The Chicago Cubs had one of the best offenses in baseball last year and they did it without stealing a ton of bases. In fact, the team only stole 66 bases and the roster isn't built in a way that is going to lead to more this year. Joe Maddon certainly understands why the team is built the way it is and he understands how it was built. He also thinks the rest of the league fully understands this isn't a group that is going to be stealing a ton of bases. The good news, is the team won't need to steal a ton of bases to be successful offensively.

12 is the returning team lead

The Chicago Cubs attempted to steal so little, their team leader a year ago had all of 13. That was Dexter Fowler, who has taken those 13 stolen bases and headed out of town, to division rival St. Louis. The returning leader is Javy Baez, who recorded 12 steals a year ago. After him comes Jason Heyward with 11. It's possible that Baez will continue to grow and develop and 20 steals might not be out of the realm of possibility. Heyward too, could see more steals if he can actually get on base a bit more this season. Still, even if both of those players steal 30 bases, the rest of the team is simply not going to be running all that much.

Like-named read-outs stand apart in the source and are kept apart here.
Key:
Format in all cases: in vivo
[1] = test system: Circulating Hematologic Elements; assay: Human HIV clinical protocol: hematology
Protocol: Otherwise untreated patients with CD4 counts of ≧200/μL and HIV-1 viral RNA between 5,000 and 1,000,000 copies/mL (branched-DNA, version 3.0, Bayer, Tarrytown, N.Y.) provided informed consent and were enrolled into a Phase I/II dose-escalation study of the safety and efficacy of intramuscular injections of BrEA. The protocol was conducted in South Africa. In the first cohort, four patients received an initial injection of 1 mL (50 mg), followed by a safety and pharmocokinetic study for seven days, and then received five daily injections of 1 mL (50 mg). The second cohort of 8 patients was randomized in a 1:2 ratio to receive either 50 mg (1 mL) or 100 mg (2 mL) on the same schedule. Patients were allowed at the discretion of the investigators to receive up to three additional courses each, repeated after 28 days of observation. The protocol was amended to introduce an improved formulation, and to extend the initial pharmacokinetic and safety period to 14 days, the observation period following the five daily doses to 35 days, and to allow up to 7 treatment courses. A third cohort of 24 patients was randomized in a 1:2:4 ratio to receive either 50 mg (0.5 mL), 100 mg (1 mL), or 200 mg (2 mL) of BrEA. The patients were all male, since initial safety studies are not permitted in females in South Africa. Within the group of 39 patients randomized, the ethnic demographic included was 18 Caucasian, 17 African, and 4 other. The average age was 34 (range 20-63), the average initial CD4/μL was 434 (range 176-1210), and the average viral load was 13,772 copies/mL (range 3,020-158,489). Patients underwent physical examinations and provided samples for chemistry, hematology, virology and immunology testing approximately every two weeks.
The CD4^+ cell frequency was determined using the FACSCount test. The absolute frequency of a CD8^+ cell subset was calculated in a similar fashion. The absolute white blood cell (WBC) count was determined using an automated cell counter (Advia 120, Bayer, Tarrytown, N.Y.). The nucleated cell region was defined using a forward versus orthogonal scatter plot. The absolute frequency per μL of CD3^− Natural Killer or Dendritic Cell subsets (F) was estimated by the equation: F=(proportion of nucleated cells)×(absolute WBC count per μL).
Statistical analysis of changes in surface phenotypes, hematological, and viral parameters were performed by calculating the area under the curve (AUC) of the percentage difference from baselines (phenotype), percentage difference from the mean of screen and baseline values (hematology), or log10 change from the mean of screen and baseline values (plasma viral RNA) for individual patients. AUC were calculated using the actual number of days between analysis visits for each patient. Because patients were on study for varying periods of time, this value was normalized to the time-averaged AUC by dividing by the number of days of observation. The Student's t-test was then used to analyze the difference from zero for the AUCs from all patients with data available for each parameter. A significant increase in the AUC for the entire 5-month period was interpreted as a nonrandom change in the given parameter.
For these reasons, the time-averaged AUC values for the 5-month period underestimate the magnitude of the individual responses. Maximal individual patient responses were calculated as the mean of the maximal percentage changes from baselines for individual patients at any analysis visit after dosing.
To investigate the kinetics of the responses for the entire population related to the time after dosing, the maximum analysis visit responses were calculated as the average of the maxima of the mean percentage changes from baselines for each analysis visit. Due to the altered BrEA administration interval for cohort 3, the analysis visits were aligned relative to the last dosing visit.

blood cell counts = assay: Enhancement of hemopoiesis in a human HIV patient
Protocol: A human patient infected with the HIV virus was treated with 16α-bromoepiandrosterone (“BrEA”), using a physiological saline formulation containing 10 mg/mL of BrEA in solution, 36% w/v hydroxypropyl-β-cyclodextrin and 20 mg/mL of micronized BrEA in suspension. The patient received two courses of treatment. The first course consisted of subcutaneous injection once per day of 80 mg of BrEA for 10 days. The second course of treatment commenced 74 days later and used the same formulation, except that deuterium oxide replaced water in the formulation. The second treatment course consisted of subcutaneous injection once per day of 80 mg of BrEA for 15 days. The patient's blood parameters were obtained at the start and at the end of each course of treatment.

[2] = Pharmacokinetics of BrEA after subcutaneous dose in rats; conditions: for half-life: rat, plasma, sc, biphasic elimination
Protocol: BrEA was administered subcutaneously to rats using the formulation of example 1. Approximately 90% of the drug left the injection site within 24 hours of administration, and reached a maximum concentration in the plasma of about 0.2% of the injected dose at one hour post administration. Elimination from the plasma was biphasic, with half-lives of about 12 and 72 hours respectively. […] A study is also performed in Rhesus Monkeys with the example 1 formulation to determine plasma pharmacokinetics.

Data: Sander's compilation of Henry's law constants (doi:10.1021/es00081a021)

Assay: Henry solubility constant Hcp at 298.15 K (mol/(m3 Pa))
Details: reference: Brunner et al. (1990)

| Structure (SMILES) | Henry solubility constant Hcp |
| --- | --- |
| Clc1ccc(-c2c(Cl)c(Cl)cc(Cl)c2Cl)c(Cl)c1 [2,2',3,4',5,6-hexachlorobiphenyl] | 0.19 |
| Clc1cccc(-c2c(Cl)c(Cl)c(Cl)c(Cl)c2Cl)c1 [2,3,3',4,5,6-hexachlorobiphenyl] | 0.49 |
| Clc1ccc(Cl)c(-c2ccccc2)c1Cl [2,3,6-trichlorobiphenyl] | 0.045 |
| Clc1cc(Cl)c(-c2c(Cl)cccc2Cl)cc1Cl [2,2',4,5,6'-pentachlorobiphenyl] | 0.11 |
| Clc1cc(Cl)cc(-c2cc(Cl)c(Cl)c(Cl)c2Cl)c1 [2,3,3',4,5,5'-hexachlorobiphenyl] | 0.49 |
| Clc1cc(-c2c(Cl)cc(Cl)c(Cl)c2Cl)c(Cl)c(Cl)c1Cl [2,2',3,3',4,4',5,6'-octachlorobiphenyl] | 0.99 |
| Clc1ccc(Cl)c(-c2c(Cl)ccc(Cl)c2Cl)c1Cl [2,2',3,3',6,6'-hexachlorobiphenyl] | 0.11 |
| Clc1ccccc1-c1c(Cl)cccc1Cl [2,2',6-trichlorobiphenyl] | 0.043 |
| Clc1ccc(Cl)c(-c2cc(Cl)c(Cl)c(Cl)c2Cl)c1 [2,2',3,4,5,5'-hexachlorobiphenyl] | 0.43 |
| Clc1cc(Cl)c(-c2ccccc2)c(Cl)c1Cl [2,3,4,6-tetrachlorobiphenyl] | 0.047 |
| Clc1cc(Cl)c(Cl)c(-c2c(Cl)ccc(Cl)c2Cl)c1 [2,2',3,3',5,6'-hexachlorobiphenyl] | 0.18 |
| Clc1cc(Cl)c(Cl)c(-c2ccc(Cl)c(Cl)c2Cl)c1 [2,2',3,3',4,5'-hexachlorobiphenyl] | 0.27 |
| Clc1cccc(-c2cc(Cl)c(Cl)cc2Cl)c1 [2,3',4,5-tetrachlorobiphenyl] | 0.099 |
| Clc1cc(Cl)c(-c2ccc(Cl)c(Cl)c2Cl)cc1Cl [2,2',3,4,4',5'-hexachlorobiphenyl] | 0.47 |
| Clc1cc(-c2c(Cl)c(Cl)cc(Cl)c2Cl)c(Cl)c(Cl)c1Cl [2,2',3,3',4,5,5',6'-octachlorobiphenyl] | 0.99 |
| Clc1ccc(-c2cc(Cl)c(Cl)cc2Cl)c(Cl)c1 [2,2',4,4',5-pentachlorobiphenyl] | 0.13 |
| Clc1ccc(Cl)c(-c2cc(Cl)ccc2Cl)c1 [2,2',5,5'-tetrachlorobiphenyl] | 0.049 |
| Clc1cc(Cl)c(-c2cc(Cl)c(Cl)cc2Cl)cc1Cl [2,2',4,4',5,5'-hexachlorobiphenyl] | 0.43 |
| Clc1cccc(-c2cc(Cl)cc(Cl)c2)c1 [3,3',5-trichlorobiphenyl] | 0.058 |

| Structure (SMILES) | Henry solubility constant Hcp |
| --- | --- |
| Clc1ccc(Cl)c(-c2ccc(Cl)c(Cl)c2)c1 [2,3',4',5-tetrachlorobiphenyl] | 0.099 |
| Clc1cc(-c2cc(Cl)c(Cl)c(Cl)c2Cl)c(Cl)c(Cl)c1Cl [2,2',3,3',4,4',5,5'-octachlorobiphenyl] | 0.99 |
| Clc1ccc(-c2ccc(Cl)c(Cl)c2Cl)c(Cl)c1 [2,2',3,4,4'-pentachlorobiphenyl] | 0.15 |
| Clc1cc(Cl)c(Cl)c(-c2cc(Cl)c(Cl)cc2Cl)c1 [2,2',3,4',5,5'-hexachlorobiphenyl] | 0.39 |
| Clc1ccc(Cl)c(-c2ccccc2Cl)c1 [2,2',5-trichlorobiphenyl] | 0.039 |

The round peg conundrum

While some other managers might take a look at Baez and Heyward and try and make the two players steal more, that's not the M.O.

of the Chicago Cubs or Joe Maddon. When talking to the Chicago Tribune over the weekend, Maddon made it clear he's not going to be pushing the team to steal more just to wrack up more steals. "I don’t like trying to put the round peg in the square hole," Maddon told the paper. "It just doesn’t make any sense. I think we can be situational.

There are certain guys you can force to attempt it with. For me, if the guy is a really good pitcher you’re facing, and you’re just not going to get three, four, five hits in a row, and there might be a breaking ball situation in the dirt, maybe their catcher is a little bit below average, that might be a situation you take a chance." With that kind of approach, the team will be making smart base running choices, but won't be stealing a bucketful of bases.